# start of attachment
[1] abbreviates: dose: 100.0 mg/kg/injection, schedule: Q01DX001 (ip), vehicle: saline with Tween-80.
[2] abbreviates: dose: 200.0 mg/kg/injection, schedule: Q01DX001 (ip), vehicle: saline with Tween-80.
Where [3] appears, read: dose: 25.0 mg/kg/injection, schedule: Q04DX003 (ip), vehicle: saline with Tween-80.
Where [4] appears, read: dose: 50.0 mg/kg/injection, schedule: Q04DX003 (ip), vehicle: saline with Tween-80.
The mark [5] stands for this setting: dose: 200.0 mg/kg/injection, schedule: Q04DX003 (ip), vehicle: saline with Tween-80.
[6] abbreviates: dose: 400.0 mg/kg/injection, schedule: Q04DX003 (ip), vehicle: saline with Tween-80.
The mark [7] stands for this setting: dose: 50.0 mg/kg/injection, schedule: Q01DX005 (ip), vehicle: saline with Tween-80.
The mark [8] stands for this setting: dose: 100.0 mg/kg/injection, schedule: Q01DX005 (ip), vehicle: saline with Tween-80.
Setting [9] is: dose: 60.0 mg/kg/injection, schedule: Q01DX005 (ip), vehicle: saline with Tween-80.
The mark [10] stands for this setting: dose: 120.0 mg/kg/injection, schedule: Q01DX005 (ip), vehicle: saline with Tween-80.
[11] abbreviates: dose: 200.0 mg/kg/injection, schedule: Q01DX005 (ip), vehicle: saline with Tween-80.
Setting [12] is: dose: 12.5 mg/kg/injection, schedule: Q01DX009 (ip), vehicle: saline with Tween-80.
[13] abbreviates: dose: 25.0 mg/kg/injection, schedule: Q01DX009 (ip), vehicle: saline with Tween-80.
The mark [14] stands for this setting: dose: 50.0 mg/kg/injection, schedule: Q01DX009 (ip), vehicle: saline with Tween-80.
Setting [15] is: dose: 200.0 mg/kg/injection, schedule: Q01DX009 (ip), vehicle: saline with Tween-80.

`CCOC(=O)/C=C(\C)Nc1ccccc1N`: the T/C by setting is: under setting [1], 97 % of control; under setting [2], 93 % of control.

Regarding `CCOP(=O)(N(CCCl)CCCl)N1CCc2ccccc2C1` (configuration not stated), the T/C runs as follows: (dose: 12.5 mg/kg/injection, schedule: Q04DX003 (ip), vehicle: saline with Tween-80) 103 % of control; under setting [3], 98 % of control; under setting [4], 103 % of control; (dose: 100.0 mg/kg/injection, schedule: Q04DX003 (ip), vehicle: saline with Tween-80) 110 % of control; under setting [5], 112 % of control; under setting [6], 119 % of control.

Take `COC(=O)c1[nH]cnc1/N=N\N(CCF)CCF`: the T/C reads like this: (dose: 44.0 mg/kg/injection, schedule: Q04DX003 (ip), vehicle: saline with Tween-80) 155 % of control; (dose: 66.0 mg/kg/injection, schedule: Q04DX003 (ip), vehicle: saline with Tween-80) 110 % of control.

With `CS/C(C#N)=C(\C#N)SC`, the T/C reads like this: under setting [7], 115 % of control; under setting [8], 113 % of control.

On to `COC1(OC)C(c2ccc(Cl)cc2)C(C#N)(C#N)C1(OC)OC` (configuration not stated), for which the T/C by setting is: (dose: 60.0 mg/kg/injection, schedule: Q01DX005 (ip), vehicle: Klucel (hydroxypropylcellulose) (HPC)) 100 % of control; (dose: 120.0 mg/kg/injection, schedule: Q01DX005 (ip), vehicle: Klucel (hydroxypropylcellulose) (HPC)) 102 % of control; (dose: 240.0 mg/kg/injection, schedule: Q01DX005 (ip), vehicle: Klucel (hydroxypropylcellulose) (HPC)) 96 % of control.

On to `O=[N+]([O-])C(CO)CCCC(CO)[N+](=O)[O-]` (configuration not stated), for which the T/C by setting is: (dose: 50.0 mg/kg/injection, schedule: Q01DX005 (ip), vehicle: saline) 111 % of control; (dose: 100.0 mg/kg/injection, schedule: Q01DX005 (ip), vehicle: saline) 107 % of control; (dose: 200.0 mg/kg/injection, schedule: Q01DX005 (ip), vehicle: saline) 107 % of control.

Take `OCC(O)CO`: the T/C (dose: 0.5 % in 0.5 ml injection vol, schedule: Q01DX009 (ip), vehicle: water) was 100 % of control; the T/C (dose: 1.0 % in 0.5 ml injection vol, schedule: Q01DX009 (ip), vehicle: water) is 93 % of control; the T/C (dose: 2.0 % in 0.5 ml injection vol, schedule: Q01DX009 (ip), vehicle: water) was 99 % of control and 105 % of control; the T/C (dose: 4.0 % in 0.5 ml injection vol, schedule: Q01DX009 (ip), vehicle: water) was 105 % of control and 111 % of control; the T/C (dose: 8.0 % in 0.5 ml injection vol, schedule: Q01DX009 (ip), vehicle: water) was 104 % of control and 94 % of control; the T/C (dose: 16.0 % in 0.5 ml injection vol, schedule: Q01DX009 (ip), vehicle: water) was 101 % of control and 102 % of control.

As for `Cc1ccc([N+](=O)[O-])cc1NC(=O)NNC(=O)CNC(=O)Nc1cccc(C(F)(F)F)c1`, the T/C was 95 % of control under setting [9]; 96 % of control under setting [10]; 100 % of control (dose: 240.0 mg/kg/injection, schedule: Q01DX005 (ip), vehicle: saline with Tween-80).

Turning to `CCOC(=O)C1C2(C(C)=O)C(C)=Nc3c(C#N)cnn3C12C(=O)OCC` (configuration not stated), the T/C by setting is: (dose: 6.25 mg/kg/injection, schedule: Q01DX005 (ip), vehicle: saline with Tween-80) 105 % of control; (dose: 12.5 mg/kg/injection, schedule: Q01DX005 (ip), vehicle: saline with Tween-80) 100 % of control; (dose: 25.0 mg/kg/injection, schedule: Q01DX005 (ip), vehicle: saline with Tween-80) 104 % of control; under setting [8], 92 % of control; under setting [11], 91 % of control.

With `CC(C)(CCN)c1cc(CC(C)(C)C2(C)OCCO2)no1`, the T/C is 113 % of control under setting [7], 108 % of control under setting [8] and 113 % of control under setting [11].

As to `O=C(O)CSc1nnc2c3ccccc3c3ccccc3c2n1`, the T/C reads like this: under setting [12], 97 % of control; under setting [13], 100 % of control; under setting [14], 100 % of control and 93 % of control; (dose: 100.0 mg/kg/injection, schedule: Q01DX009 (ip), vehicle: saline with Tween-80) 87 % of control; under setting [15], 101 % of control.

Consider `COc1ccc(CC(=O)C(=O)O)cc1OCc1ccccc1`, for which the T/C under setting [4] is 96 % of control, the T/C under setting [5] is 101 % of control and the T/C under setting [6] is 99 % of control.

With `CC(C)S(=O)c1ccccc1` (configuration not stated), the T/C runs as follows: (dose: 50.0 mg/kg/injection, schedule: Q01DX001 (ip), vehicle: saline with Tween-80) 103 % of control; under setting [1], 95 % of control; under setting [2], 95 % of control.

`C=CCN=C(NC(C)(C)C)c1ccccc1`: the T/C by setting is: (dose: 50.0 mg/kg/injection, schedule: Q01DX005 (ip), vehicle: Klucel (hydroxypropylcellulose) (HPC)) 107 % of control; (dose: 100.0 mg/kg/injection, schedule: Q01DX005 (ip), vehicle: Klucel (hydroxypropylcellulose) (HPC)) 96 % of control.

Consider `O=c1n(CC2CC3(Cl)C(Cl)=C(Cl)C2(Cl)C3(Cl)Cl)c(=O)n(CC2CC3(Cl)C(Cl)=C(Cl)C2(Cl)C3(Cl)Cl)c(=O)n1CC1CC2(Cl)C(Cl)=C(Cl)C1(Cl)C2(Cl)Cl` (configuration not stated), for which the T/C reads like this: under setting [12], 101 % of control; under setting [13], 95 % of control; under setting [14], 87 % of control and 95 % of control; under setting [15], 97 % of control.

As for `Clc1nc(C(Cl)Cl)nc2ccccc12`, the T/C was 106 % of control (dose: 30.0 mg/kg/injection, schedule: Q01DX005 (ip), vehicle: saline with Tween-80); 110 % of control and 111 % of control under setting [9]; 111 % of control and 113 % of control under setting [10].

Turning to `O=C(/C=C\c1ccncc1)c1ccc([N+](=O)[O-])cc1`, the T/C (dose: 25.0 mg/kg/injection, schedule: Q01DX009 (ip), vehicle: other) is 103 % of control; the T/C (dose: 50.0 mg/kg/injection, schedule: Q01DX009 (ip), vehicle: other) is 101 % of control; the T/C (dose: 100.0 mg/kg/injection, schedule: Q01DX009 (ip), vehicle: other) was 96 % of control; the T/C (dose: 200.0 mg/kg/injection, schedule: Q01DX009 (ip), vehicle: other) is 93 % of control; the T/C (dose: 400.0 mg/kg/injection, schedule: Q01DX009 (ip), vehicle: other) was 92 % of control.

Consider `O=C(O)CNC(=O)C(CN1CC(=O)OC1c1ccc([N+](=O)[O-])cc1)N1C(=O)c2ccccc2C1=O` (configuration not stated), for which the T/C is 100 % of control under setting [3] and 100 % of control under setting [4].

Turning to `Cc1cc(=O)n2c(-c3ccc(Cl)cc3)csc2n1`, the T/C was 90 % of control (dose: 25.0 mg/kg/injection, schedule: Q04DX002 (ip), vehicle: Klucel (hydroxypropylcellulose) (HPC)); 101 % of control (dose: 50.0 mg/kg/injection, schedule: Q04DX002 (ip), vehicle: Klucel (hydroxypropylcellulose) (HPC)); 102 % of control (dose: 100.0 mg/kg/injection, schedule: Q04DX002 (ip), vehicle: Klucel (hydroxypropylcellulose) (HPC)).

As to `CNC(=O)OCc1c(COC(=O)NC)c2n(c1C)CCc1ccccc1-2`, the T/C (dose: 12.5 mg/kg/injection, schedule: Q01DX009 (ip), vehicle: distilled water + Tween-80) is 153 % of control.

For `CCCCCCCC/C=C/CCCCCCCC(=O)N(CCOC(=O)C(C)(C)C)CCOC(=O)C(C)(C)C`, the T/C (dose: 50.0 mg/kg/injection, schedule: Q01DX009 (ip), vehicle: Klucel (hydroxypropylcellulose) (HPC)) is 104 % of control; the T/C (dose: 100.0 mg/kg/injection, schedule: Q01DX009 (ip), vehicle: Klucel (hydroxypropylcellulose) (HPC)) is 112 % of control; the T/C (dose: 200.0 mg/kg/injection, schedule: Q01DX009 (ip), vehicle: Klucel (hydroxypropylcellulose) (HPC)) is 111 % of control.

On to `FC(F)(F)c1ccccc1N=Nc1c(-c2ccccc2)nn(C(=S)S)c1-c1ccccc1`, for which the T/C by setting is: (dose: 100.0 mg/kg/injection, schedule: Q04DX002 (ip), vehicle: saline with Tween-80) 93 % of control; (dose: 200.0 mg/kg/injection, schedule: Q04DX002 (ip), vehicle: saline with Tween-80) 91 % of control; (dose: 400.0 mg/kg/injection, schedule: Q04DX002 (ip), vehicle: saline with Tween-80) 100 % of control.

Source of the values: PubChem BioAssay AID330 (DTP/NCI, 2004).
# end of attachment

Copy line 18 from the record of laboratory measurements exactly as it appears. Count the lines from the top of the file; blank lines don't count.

Take `COC(=O)c1[nH]cnc1/N=N\N(CCF)CCF`: the T/C reads like this: (dose: 44.0 mg/kg/injection, schedule: Q04DX003 (ip), vehicle: saline with Tween-80) 155 % of control; (dose: 66.0 mg/kg/injection, schedule: Q04DX003 (ip), vehicle: saline with Tween-80) 110 % of control.